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“He called you Snowball,” Alexei adds with a laugh. It’s a detail I’d almost forgotten, how it never snows here and my grandfather would watch me run around, my white hair blowing in the wind like dandelions. Like snow. He loved me then. But now … now I am something he despises.

He’s a smart man.

I despise me, too.

“Grace, breathe. All you have to do is breathe.”

And for a second, I let myself believe him.

I am safe, high above the city. No one can find me here. No one will get me. I can run and run and run around the wall. No one — not even my own ghosts — are fast enough to follow.

“Tell me something,” Alexei says. “About you. About the past three years. Tell me what I’ve missed.”

So I say the only thing that matters. “My mother died.”

“I know.” Alexei sounds like he now regrets asking the question. He looks out at the sea. “I wanted to go to the funeral, but my father said it wasn’t appropriate. I should have been there. I’m sorry.”

“Don’t be. I wasn’t there either.”

He doesn’t ask me why, and I am glad. I don’t want to tell him that I was in a hospital, strapped to a bed, chemicals fogging my brain and making me dream terrible dreams.

I reach down and touch my wrists. I can still feel the cuffs of the restraints, the shearling lining that was probably soft once but had grown stiff from too many years of sweat and blood and terror. He doesn’t know that I would jump from this wall and gladly break my other leg before I would ever let my wrists be bound again.

“Grace?” Alexei says when the weight of my silence becomes too heavy.

“I saw the man who killed my mother. He’s here. I talked to him.”

I wait for Alexei to tell me that I’m wrong. I wait for his eyes to say that I’m lying. But he stays silent, watching. Listening.

So I whisper, “And he’s going to do it again.”

The lecture is supposed to come now, but it doesn’t. Alexei shifts and leans slightly forward, hands braced between us.

“And you discussed this with your grandfather?”

I shake my head. “He doesn’t believe me. But I heard it, Alexei. I swear. I saw him. And I heard him. And I —”

“I believe you.”

It’s like he’s speaking to the sea. I’m almost certain I’ve misheard him. I want to lose respect for him, call him a fool. But I just keep talking. About everything. About nothing. I tell him about the tunnels and the Scarred Man’s late-night trip to my embassy, about the new threat he poses and seeing him on the street. I talk like I’m not talking to Alexei at all.

“You should have told me,” he says when I’m finished. But Alexei doesn’t know what I know: that telling people doesn’t get you help. It gets you strapped to a bed in a psych ward. It gets you three years of looks and fears and dread.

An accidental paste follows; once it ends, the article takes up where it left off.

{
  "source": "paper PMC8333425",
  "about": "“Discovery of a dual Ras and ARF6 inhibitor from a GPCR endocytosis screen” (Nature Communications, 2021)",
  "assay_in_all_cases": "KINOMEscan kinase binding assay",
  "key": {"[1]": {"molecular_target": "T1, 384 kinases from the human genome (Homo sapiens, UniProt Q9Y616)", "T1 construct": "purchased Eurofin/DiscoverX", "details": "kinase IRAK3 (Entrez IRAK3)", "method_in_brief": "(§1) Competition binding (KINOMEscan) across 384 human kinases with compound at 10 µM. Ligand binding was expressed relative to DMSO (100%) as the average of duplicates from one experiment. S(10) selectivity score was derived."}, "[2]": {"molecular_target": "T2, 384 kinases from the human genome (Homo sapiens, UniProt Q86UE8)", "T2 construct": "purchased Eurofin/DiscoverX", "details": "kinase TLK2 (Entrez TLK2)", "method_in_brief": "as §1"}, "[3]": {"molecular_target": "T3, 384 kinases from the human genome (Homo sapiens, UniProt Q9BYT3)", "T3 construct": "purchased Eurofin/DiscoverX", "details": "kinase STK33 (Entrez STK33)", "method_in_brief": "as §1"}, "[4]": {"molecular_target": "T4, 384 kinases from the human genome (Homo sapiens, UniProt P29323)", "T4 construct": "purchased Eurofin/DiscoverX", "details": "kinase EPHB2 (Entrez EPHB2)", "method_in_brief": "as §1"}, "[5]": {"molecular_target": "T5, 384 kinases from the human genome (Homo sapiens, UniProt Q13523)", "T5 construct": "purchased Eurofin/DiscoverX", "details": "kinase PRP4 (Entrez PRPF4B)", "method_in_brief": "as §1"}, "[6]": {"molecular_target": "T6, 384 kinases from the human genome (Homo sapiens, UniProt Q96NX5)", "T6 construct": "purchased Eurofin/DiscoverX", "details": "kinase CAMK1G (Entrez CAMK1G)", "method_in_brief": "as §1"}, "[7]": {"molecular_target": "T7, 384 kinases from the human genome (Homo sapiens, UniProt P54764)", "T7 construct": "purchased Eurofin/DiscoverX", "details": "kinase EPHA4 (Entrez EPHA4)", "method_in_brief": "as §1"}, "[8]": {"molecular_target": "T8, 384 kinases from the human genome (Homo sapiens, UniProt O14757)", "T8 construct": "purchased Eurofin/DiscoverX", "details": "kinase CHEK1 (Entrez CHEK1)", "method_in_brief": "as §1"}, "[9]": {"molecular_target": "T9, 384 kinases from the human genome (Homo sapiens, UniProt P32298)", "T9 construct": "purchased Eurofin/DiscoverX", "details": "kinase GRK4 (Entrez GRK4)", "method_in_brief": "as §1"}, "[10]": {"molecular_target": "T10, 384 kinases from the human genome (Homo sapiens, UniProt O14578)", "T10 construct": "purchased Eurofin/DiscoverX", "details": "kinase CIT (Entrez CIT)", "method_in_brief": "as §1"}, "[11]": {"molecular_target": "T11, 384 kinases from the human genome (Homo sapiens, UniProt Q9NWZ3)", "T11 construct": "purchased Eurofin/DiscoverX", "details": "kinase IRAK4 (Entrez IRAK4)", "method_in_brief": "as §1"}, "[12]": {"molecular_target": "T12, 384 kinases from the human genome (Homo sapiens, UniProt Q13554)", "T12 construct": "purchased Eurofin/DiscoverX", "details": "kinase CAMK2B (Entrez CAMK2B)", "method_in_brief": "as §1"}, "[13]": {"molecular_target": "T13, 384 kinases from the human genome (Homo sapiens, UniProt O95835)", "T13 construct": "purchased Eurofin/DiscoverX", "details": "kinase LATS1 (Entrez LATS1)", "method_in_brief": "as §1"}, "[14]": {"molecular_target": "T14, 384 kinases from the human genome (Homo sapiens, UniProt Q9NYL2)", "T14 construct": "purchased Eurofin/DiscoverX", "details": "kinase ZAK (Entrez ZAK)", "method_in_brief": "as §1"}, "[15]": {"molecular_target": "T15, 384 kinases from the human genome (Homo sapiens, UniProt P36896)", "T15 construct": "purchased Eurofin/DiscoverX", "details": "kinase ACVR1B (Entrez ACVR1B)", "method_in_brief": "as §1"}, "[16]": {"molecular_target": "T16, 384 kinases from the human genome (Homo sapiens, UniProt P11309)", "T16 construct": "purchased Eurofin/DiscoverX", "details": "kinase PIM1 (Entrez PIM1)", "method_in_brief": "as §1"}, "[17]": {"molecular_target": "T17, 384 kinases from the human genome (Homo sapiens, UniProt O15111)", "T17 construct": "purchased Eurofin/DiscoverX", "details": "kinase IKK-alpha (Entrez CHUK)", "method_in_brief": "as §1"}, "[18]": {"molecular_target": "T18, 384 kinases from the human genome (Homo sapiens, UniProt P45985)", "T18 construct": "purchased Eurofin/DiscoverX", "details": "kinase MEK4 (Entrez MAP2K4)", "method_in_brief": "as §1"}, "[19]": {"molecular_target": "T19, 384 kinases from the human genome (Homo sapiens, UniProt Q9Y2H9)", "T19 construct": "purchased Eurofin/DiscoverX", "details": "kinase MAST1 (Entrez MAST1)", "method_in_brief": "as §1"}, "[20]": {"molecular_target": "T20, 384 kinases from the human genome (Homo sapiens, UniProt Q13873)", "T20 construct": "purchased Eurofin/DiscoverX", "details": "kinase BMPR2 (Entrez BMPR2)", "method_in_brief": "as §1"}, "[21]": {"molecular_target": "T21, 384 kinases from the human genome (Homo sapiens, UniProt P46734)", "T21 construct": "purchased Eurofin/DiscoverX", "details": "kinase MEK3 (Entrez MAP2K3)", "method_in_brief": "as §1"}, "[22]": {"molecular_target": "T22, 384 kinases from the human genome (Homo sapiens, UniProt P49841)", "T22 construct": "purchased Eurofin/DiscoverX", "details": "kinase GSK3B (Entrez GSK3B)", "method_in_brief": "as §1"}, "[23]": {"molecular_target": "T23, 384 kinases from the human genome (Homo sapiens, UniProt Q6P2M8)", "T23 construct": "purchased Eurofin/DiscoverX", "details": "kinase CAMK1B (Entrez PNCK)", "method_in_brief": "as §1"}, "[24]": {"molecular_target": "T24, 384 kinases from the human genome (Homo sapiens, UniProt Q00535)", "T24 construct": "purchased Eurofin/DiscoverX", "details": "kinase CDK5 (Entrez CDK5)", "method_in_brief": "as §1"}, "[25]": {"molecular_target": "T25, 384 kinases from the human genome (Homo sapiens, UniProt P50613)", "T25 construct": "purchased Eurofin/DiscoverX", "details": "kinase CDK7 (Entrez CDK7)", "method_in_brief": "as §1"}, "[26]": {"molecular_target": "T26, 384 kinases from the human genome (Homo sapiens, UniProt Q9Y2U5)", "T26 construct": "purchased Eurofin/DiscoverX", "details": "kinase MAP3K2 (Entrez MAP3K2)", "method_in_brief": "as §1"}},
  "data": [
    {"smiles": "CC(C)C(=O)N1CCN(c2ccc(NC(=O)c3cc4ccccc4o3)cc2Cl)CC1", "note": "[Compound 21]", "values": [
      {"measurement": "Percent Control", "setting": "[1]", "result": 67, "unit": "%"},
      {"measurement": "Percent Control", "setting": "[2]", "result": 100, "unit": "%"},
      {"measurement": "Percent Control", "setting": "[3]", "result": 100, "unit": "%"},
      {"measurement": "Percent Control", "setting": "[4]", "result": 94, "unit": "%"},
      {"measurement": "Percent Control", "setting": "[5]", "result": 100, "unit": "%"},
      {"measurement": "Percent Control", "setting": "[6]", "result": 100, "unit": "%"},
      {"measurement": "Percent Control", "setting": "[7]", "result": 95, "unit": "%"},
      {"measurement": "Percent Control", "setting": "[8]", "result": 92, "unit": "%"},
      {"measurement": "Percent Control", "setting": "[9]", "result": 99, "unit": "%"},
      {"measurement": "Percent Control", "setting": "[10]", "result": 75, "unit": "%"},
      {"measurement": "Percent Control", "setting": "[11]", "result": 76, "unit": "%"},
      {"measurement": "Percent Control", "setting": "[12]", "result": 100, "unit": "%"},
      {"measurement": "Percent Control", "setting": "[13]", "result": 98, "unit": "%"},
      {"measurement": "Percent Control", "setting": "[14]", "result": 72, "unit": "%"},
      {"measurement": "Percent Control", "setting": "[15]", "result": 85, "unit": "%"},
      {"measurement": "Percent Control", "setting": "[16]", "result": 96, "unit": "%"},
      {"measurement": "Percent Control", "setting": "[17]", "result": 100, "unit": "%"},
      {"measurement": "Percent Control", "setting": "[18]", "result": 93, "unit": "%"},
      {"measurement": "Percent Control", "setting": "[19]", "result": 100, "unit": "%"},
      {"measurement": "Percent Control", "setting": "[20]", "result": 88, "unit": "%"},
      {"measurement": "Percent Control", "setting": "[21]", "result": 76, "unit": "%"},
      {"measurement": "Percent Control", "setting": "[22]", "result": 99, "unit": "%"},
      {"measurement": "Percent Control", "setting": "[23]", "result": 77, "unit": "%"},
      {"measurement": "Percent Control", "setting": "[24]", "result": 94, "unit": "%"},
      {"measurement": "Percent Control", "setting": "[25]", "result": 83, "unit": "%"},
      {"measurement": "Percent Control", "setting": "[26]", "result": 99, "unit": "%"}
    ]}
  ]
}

“You wouldn’t have believed me.” My voice cracks and I hate myself for it. I hate myself so much.

“Yes, I would have. And then you wouldn’t have been on your own.”

I think about Noah and Megan and Rosie. Telling Alexei about them feels more like telling a grown-up. Like maybe I might get them in trouble. But I don’t want to hide anything from him either. So I tell him.

“Now” — I wipe my runny nose on my sleeve — “not even they believe me.”

“Listen to me, Grace. Listen to me,” he says slowly. “You don’t talk to Dominic again. You don’t go in the tunnels by yourself. You don’t go anywhere by yourself. Do you hear me? You’re going to be careful. And you’re going to include me.”

“I —”

“No, Grace. You don’t get to be stubborn this time. This time you have to be safe. Okay?”

“Okay,” I say, knowing it’s bigger than me and my multitude of issues.

“From now on, we’re a team. Right?”

When the wind blows my hair across my face Alexei reaches up and tucks a piece behind my ear.


“Now, come on.” He scoots back the way we climbed up. “I guess I should walk you home.”

He doesn’t mention Jamie.

There is no lecture in his tone or his eyes. We’re almost to the embassy’s gates, and then he’s closer than he was. I feel the gate against my back. The gaslight goes dim, and there is nothing but the pounding of my heart in my chest. One more time I cannot breathe, thinking about how — right now — he doesn’t look like Alexei. He doesn’t feel like my brother’s best friend. He is old and familiar and he is new and alive. Both. I feel it now. I feel everything.


“Hey, Megan,” I say the next day.

Technically, Megan and her mom don’t live in the embassy; they reside in an apartment on the grounds. Once upon a time, these rooms were servants’ quarters for the large estate, but now they are reserved for the most essential personnel. I know Megan’s mother’s work is important. And risky. And super, super secret.

I tell myself that’s why Megan doesn’t bother asking me inside.

“What’s up?” she says, shutting the door behind her. For a moment, I wonder if there’s a boy in there. For another moment, I wonder if it’s Noah.

“I wanted to tell you something. Or a couple of things, actually.”

“Okay.” Megan doesn’t look or sound as mad as she should.

“First, I’m sorry. For not telling you about … the other times.”

She waves this away as if I might be wasting her time, so I take a deep breath and plow on.

“And the second thing is that I figured out where the Scarred Man went the night I followed him. I know where … if you’re still interested.”

“Where?” Megan asks.

“Here,” I tell her. “He was meeting someone here. In the US embassy. In the basement.”

It takes a long while for Megan to speak. And when she does, she just says, “Come on.”

“What’s going on?” I ask, but Megan keeps walking.

We’re climbing up a busy street, heading toward the palace. Something big is drawing her up this hill, and I am almost afraid to follow.

“You know how we’ve been wondering who the Scarred Man’s target might be?” Megan says to me.

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